Choosing cake instead of carrots does not indicate a lack of self-control.
Choosing to eat chocolate cake instead of carrot sticks doesn’t amount to a lack of self-control, according to new research co-authored by a Cass Business School scholar.
In the field of consumer research, self-control is often conceptualized as, and tested through, the ability or inability to abstain from “hedonic consumption” (at its lowest level, eating sugary and fatty foods).
According to this common conceptualization, food decisions imply a balance between health and pleasure, in which deciding on pleasure is associated with a failure of self-control.
But, as the authors of Exerting Self-Control and Sacrificing Pleasure argue, for a choice to constitute a failure of self-control, it must be accompanied by an anticipated regret and violate a long-term goal sustained by the consumer.
“Presented with the opportunity to eat cake or carrot sticks, a person determined to lose weight would experience a failure of self-control when he chooses to eat the cake and hopes to regret having done so. Early regret would indicate that eating the cake violates a long-term goal of losing weight,” said Dr. Irene Scopelliti, associate professor of marketing at the Cass School of Business.
“However, if the same person ate just a piece of cake, he or she may not experience a failure of self-control because he or she hasn’t eaten enough to violate his or her goal of losing weight and triggering regret”.
“It’s not cake consumption that automatically indicates failure in self-control, it’s whether consumers believe they can regret their food choices in the future; our research shows that health and pleasure are not necessarily in conflict”.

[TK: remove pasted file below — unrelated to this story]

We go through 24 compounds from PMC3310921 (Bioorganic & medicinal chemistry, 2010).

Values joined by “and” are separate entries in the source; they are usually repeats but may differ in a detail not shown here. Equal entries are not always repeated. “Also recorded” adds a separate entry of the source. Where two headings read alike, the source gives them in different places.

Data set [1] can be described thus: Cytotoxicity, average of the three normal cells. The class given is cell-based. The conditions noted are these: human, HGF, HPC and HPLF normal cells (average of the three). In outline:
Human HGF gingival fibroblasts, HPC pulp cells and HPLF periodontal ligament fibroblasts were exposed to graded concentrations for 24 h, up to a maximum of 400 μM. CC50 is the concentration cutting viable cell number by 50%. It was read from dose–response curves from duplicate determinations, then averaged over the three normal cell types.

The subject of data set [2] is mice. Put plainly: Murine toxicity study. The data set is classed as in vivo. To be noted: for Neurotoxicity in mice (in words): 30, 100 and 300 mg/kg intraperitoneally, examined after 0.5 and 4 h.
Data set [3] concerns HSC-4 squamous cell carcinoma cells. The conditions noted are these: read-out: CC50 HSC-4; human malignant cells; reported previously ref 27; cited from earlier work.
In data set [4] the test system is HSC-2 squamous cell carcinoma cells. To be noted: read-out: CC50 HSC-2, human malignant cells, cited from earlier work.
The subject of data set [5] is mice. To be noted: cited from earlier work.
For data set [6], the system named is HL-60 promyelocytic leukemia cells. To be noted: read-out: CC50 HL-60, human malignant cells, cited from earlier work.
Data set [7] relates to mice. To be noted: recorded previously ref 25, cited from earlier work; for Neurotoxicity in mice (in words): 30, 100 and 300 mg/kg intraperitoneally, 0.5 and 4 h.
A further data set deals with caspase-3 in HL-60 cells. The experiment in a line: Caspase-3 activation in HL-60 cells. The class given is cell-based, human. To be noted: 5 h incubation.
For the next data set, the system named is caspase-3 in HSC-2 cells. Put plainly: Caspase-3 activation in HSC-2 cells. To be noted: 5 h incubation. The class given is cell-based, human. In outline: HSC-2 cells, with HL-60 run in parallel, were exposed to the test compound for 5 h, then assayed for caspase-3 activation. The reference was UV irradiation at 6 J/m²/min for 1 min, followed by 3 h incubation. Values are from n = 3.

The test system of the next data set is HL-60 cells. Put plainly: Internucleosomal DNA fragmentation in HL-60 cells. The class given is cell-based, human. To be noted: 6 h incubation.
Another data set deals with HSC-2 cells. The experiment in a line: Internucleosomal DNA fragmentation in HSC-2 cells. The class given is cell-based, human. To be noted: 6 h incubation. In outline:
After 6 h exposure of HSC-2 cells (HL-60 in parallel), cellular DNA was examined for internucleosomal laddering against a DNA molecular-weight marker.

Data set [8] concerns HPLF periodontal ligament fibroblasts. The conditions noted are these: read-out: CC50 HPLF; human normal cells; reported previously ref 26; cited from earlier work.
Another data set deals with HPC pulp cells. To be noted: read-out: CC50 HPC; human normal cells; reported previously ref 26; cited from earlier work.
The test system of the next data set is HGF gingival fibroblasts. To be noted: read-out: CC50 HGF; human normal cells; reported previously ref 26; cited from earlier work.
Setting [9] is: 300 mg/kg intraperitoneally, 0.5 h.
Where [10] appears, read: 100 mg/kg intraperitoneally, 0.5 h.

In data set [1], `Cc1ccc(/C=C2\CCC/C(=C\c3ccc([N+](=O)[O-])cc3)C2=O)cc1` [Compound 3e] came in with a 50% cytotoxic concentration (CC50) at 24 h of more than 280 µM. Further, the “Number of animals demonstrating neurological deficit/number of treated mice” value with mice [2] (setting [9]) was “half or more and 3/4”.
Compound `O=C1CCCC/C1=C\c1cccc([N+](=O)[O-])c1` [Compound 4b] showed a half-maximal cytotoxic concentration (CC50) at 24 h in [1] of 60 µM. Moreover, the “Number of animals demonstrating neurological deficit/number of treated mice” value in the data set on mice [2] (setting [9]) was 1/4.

“That thought plays on the dichotomous perception that food is good or bad, which is an incorrect simplification of food practices”.
Consequently, Dr. Scopelliti and her co-authors, Professor Joachim Vosgerau of Bocconi University and Dr. Young Eun Huh of the School of Business Administration and Technology at Korea’s Higher Institute of Science and Technology, argue that obesity should not, as it often does, be associated with a lack of self-control, since the two cannot be empirically linked.
“Because individuals’ long-term goals often differ, so do the prerequisites for self-control failures,” said Professor Vosgerau.
“If a person feels comfortable with their weight and doesn’t anticipate regretting their food choices beforehand, then we can’t say they lack self-control”.
To conclude, the authors ask whether researchers and consumer behavior psychologists have the necessary experience to advise consumers about their eating practices or what constitutes a healthy lifestyle.
“We argue that this task is the competence of nutritionists, biologists and medical professionals, who can objectively determine which foods and in what amounts are good or bad,” Dr. Huh said.
Researchers and psychologists of consumer behavior are better placed to help consumers realize that they have a self-control problem and to help them alter their perception of food so that taste and wholesomeness are more positively associated.
“By abandoning the idea that eating “bad foods” amounts to a failure of self-control, consumers should find it easier to exercise self-control, especially if they are armed with the combined dietary knowledge of medically trained professionals and the knowledge of the behavior of consumer psychologists and researchers.